Time to Remember: S1 Ep6: "1916: The Better Hole".
This stock footage makes grim viewing, whilst not unpleasant but giving a harsh reality of trench warfare as its most vile, whereas not so much archive material but being historical film memoirs, in part during 1916, of a time when the world was at war, from 28th July 1914 to 11th November 1918. We see the common soldiery surviving, suffering the water-filled, rat-infested trenches of Europe, the deserts of the Middle-East and beyond; marching ankle high in squalid, unhealthy settings of mud and death.
We see the British propaganda of pomp and ceremony of flag waving, crowd cheering pageants and support of the British Empire among the streets of England and the appreciation of the returning soldier by dignitaries and alike. It is all part & parcel of the industry of conflict, all necessary in keeping with the flow of this perpetual war. Such a short film it may be that contains more than sufficient legitimacy to drive the message home of its horrors, its dead carrion rotting in the fields, its relentless waste of human life.
"1916: The Better Hole", (the hole referring to a foxhole, bombed-out piece of land or trench that soldiers would hide, take cover for self-preservation; Find a better hole and your chance of survival may broaden) is essentially an anti-war film that depicts war, for the common soldier, stating from both sides, as a purely wasteful experience and meaningless endeavour.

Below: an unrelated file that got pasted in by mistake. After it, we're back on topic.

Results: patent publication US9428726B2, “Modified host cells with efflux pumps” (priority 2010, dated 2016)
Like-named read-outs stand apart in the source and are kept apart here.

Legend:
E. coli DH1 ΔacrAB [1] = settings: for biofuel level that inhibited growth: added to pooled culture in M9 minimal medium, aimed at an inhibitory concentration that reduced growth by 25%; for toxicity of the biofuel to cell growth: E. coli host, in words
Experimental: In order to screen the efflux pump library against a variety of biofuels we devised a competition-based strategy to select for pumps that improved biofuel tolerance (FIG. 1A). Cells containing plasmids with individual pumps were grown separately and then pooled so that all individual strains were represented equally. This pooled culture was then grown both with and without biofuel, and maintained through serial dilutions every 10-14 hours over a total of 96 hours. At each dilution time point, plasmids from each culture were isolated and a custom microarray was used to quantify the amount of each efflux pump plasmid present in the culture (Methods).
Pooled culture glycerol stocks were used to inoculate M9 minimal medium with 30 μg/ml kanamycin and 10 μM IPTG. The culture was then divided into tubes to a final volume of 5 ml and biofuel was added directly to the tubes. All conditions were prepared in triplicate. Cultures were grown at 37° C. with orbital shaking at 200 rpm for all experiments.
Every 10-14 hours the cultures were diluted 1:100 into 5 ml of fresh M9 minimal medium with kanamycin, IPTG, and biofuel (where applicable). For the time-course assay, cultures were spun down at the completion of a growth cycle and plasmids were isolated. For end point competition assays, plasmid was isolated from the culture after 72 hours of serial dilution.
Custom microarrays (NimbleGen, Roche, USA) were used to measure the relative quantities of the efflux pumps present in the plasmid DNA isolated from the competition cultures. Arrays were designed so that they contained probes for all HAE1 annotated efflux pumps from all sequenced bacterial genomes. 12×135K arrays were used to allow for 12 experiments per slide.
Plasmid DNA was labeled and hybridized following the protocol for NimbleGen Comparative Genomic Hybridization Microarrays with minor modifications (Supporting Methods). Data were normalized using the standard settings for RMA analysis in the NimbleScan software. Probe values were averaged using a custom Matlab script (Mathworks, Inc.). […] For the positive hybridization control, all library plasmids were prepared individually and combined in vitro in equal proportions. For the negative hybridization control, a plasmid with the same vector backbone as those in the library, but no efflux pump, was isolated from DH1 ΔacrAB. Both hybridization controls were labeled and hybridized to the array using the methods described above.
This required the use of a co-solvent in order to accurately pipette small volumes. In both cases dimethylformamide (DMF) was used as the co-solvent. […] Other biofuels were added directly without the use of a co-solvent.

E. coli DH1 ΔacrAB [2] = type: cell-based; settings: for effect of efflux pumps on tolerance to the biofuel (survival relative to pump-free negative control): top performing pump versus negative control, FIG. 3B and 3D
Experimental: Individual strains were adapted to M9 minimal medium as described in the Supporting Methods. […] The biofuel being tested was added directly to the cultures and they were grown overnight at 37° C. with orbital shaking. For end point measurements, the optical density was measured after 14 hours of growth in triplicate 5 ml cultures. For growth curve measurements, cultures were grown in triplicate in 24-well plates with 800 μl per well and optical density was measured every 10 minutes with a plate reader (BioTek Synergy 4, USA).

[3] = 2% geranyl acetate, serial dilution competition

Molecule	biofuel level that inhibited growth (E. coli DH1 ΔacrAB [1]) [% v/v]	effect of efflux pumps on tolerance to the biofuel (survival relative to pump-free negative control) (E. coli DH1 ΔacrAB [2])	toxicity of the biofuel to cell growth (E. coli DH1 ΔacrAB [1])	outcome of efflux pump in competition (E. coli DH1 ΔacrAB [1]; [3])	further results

Filmed with a narrative of a view of a Man who has experience and on hearing his accurate viewpoint of what war, and how war can only bring disenchantment in its purpose. We hear his account of a telling of foreboding and recognition of the consequences of warfare and its ripple effects, its butterfly effect, of a wider stance within its realm both on the field and at home.
It is all very dark in its message, and rightfully so, the images of this Great War packs no quarter and the verbal narrative, by English actor Stanley Holloway (1890 - 1982) ("This Happy Breed" (1944), "Passport to Pimlico" (1949) and "The Lavender Hill Mob" (1951)) asks for no pity or forgiveness. This is a Man who has come home and has seen a wider world and all its fortitude of his fellow men falling on the way-side on the battle fields of Europe; time to cry havoc the dogs of war and let slip the atrocities of mutilation and death.
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